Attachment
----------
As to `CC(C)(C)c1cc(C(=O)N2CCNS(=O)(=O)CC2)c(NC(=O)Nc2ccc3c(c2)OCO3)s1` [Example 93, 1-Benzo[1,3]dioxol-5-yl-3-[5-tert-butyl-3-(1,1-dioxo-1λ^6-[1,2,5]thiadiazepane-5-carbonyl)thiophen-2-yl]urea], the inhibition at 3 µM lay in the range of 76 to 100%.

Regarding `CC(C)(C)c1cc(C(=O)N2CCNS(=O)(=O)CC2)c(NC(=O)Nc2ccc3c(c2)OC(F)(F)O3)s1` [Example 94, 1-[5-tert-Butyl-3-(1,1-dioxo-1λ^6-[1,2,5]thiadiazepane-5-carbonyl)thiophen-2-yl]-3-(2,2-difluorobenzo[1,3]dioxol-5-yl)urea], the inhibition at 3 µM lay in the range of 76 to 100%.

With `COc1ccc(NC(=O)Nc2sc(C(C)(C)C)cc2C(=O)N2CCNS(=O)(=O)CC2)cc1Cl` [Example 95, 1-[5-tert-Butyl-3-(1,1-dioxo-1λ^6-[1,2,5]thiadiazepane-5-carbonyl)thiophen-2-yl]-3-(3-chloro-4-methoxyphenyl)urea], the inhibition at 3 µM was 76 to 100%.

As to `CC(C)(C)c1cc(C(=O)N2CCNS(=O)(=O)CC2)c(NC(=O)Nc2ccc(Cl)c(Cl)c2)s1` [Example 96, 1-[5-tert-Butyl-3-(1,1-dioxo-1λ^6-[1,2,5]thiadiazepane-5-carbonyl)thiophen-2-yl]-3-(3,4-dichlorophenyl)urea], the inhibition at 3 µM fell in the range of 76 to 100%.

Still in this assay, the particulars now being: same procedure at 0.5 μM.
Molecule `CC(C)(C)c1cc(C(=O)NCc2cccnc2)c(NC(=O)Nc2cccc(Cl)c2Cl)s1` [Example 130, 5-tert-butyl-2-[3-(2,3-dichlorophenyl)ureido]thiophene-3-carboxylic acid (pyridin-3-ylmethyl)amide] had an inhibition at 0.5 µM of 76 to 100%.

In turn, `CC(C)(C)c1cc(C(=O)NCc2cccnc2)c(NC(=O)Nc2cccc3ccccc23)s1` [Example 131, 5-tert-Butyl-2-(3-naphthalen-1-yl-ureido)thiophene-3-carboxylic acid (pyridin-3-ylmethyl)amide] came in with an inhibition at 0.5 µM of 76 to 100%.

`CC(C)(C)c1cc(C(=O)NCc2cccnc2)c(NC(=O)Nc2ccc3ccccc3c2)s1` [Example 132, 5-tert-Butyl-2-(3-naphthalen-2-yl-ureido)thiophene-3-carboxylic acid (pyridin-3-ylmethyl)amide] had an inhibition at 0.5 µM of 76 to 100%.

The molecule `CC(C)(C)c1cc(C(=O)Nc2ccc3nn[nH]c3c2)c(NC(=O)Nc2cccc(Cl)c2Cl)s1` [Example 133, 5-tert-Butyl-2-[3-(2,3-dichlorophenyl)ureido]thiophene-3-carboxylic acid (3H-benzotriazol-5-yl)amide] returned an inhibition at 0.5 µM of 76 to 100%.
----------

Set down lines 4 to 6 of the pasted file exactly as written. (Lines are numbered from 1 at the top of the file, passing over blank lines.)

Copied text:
As to `CC(C)(C)c1cc(C(=O)N2CCNS(=O)(=O)CC2)c(NC(=O)Nc2ccc(Cl)c(Cl)c2)s1` [Example 96, 1-[5-tert-Butyl-3-(1,1-dioxo-1λ^6-[1,2,5]thiadiazepane-5-carbonyl)thiophen-2-yl]-3-(3,4-dichlorophenyl)urea], the inhibition at 3 µM fell in the range of 76 to 100%.

Still in this assay, the particulars now being: same procedure at 0.5 μM.
Molecule `CC(C)(C)c1cc(C(=O)NCc2cccnc2)c(NC(=O)Nc2cccc(Cl)c2Cl)s1` [Example 130, 5-tert-butyl-2-[3-(2,3-dichlorophenyl)ureido]thiophene-3-carboxylic acid (pyridin-3-ylmethyl)amide] had an inhibition at 0.5 µM of 76 to 100%.